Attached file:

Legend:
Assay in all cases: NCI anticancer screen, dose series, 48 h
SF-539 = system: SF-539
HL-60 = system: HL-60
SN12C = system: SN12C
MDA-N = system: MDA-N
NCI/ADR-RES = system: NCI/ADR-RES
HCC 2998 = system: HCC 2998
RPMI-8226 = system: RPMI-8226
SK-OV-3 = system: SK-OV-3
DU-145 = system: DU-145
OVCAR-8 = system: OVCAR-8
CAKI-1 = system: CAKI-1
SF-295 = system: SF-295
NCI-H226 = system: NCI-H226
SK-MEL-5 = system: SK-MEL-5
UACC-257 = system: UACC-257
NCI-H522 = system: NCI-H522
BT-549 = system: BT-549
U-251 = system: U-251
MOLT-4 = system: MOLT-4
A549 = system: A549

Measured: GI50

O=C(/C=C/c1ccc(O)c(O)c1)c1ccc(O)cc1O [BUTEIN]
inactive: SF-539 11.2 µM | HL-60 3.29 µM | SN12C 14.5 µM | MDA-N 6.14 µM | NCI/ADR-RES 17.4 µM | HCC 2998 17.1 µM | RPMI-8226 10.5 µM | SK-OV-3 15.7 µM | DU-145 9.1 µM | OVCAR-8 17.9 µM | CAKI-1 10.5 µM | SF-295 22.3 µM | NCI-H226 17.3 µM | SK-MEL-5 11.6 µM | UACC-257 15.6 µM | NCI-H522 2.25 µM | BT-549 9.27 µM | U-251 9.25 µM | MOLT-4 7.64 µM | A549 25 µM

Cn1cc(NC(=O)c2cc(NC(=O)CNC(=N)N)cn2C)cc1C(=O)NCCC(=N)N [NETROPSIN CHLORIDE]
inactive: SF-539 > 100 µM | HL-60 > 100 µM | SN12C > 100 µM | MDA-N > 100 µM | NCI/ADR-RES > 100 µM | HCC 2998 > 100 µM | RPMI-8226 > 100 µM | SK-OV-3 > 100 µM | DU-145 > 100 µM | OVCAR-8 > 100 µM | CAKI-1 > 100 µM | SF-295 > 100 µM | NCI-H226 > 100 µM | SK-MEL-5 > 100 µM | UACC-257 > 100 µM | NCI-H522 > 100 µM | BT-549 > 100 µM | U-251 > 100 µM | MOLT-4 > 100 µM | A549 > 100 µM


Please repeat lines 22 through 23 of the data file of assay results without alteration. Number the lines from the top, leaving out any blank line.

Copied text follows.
A549 = system: A549

Measured: GI50